Almost two and a half years ago I departed Australia on a new expat adventure. My destination was London, and everything to come was completely unknown. En route back to Australia I travelled through three continents, visiting Morocco, Spain, the Netherlands, France, Vietnam, Cambodia and Thailand, not to mention all the other countries I’ve added to my passport since I was last home. It’s been quite a ride.
In my first blog post about the move I listed the things I had: a two-year visa and my suitcase, along with the things I didn’t: a job, a place to live, and more than three friends in the city. It really is crazy is to look back on that time and all that was to happen over the next two and a bit years — so many things I could never have predicted or dreamed; so many expectations that turned out to be completely inaccurate, in the best way. I had done the living abroad thing before, so I thought I could plan a little how things would go, but the biggest thing I learned from this experience was to let go of expectations completely.
In that first post I mentioned checking in to a hostel I would call my home for the next ten days. Well, that turned out to be a huge underestimation — in that hostel I found my first home in London where I stayed for 16 months, many wonderful friends from all over the world; a job that would serve as a perfect safety net, allowing me the time to build myself up as a freelancer, something I previously thought of as unattainable; and a tall Italian who would be the star of my UK adventure. That a hostel would play such a huge part in my London experience was definitely the most unpredictable aspect of my time there. It’s not for everyone, but living in the hostel was one of the most fun, hilarious and random things I’ve ever done.
The time the guys actually rated girls walking past out of 10. They received only smiles in return — how does this work?
Some kid was born on my birthday:
Hostel living: the philosophy applied to any and all inexplicable/hilarious/ridiculous events experienced as part of this inexplicable/hilarious/ridiculous living situation.
A man in the park asks to sketch Nathan.
My farewell from AHP.
The hostel, Astor Hyde Park, is on a beautiful wide street in South Kensington, one of London’s fanciest neighbourhoods, just down the road from Kensington Gardens. I can’t count how many hours I spent wandering, running and lazing about in Kensington Gardens and adjacent Hyde Park, not to mention walking around South Ken in disbelief that I lived there.
The time a Hugh Jackman movie (Pan, still to be released) was filmed on our block. There were huge spotlights, fog machines and I could hear the director shouting ‘action’ as I tried to sleep well after midnight.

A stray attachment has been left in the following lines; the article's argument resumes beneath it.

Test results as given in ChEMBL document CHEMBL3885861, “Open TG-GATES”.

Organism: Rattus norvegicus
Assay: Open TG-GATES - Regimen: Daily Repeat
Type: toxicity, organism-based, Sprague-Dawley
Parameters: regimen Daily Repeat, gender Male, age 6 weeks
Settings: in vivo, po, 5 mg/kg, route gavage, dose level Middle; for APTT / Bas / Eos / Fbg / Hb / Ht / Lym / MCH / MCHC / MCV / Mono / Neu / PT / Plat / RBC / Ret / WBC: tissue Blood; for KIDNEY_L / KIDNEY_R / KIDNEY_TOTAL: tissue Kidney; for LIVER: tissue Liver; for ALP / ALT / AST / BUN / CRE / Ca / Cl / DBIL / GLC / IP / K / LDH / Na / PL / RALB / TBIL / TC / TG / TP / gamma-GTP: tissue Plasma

All this time I was steadily working on building my client base and becoming busier and busier with work, until I was able to focus solely on that. Serendipitously, in my last week working at AHP my boyfriend was offered the Manager position at a different hostel: Astor Museum, so after a month of summertime travel in France and the Netherlands, I was lucky enough to move in with him in beautiful Bloomsbury.
Leaving South Ken was sad, but discovering Bloomsbury was amazing. I fell completely in love with this gorgeous neighbourhood full of parks and garden squares; handsome old buildings very different — though just as worthy of admiration and photo-taking — from those in South Ken; history; and countless independent coffee shops that served me as excellent offices.
The location was spectacular for getting to know parts of central London even better. I absolutely loved our weekends: wandering down to Covent Garden for brunch, meeting a friend in Angel to find a new coffee spot, frantic shopping on Oxford and Regent Street, or practising handstands in Regent’s Park.
At Museum, I found a new hostel family.
We invented (maybe not) the closed-eye selfie and found it hilarious.
We made Christmas jumpers mandatory for the whole of December.
The time Kye got locked in the shower and it took at least 20 minutes to get him out.
I always believed the expat experience is worth the pain you will inevitably feel at the end when you leave the home away from home you have created for yourself, but I must admit I’ve questioned that philosophy a little over the last couple of months. A piece of my heart will stay in London, and it’s not easy. Maybe J.K. Rowling was onto something when she wrote that every time Voldemort created a new horcrux into which went a piece of his soul, he became a little bit weaker.
Arriving in a new place with little or nothing planned and finding your way is one of the most satisfying things I can think of; it’s why I’m hooked on moving around and discovering new places. There’s nothing like the pride of actually making a life on the other side of the world work, but then the chapter closes and all those wonderful moments become memories — and sharp pangs that haunt you for a long time afterwards.
There are a thousand things I’ll miss about that city:
Markets and festivals
Iconic buildings Incredible, free museums The crazy fun of Notting Hill Carnival
The parks, and watching them change
Sundays at Brick Lane with SA
Southbank and the river
Tube and double-decker bus rides
Camden and Notting Hill Christmas — there’s something unique about Christmas in London
And all the random moments in between